Trial Court Judge: Chancellor Deanna B. Johnson

Following an appeal in which this Court affirmed the judgment of the chancery court, the unsuccessful appellants moved the chancery court for relief from the judgment under Rule 60.02 of the Tennessee Rules of Civil Procedure. The chancery court granted the motion by reducing the amount of the original judgment. The matter is now before us again on the grant of Rule 60 relief. Because the Rule 60 motion was untimely, we reverse the grant of relief.    

Williamson County Court of Appeals 12/28/18
Larry E. Parrish, P. C. v. Nancy J. Strong - Concurring In Part and Dissenting In Part
M2017-02451-COA-R3-CV
Authoring Judge: Judge W. Neal McBrayer
Trial Court Judge: Chancellor J. B. Cox

I concur in all aspects of the opinion, save one. The majority concludes that the Chancery Court of Lincoln County erred in denying the motion of Nancy J. Strong to hold Larry E. Parrish personally liable for the obligations of Larry E. Parrish, P.C. The majority vacates the trial court’s decision and “remands for a hearing” on that issue. Because I would affirm the denial of the motion, I respectfully dissent from that part of the opinion.  

Lincoln County Court of Appeals 12/28/18
Larry E. Parrish, P. C. v. Nancy J. Strong
M2017-02451-COA-R3-CV
Authoring Judge: Judge Andy D. Bennett
Trial Court Judge: Chancellor J. B. Cox

A professional corporation through which a lawyer practiced law brought suit against a former client seeking to recover the “res” transferred to the corporation under an assignment of chose-in-action executed by the client as a means of paying fees owed to the corporation for its representation of the client in a legal malpractice action. The client counterclaimed for breach of contract. A jury found in favor of the client and awarded her compensatory and punitive damages. We find in favor of the client on all issues raised by the corporation. As to the client’s issues, we find that the trial court erred in failing to require the corporation to file a bond with regard to the injunction restraining the client from using certain funds during the pendency of the litigation and in failing to hold a hearing on the issue of piercing the corporate veil.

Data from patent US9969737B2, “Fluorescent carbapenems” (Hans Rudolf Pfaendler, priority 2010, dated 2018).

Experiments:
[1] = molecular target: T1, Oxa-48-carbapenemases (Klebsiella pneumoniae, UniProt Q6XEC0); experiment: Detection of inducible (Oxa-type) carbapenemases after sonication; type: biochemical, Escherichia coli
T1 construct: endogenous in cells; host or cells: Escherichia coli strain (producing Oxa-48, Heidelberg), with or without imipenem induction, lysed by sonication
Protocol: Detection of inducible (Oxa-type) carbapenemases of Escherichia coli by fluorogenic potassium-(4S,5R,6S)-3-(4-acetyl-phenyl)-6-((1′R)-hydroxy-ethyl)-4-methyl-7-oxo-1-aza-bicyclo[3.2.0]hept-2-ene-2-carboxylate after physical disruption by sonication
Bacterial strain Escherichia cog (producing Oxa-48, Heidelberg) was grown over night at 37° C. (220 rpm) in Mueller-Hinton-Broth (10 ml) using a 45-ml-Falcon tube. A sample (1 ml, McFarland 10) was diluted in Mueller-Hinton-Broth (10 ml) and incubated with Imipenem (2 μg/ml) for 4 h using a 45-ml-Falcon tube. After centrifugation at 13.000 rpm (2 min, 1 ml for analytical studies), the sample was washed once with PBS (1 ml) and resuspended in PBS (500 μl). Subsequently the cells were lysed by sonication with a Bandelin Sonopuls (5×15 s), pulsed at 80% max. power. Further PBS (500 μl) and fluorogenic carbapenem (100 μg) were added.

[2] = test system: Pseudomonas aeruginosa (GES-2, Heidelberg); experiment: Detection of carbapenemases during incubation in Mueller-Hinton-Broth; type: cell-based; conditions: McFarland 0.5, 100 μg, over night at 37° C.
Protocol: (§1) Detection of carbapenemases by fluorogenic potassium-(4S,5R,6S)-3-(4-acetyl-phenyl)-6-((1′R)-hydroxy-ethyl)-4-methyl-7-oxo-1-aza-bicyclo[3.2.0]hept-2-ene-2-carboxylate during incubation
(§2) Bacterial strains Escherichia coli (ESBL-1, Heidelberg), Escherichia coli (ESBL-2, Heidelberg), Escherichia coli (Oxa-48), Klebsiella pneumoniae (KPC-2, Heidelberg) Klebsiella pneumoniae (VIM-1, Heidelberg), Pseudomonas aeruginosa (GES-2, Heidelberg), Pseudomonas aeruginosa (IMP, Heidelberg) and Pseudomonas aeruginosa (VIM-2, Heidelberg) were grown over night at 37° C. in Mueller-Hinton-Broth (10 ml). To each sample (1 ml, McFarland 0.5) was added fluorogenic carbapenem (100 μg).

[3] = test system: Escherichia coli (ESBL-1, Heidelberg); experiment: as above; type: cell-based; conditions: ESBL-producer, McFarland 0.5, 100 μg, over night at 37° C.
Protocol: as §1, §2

Lincoln County Court of Appeals 12/28/18
In Re Antonio J., Et Al.
M2017-01833-COA-R3-PT
Authoring Judge: Judge Richard H. Dinkins
Trial Court Judge: Judge Sheila Calloway

A mother placed the children that are the subject of this appeal with a child placement agency because she was unable to provide a stable home for them. Ten months later, the agency filed a petition to have the children declared dependent and neglected; the court appointed a guardian ad litem for the children and in due course declared the children to be dependent and neglected and continued custody with the agency. The guardian ad litem initiated this proceeding to have the mother’s parental rights terminated on the grounds of abandonment by failure to visit and support, abandonment by failure to establish a suitable home, substantial non-compliance with permanency plans, and persistence of conditions; the agency later filed a separate petition on most of the same grounds also seeking termination of mother’s rights. Following a trial, the court terminated the mother’s rights on the grounds of abandonment by failure to visit, substantial non-compliance with the permanency plans, and persistence of conditions; the court also found that termination of mother’s rights was in the children’s best interest. The mother appeals, denying that grounds existed to terminate her rights and that termination was in the children’s best interest; the guardian ad litem and agency appeal the failure of the court to sustain the ground of abandonment by failure to support. Upon our de novo review, we affirm the determination that the evidence established the grounds of abandonment by failure to visit, substantial non-compliance with the permanency plans, and persistence of conditions; we vacate the holding that termination of mother’s rights was in the children’s best interest and remand the case for further consideration.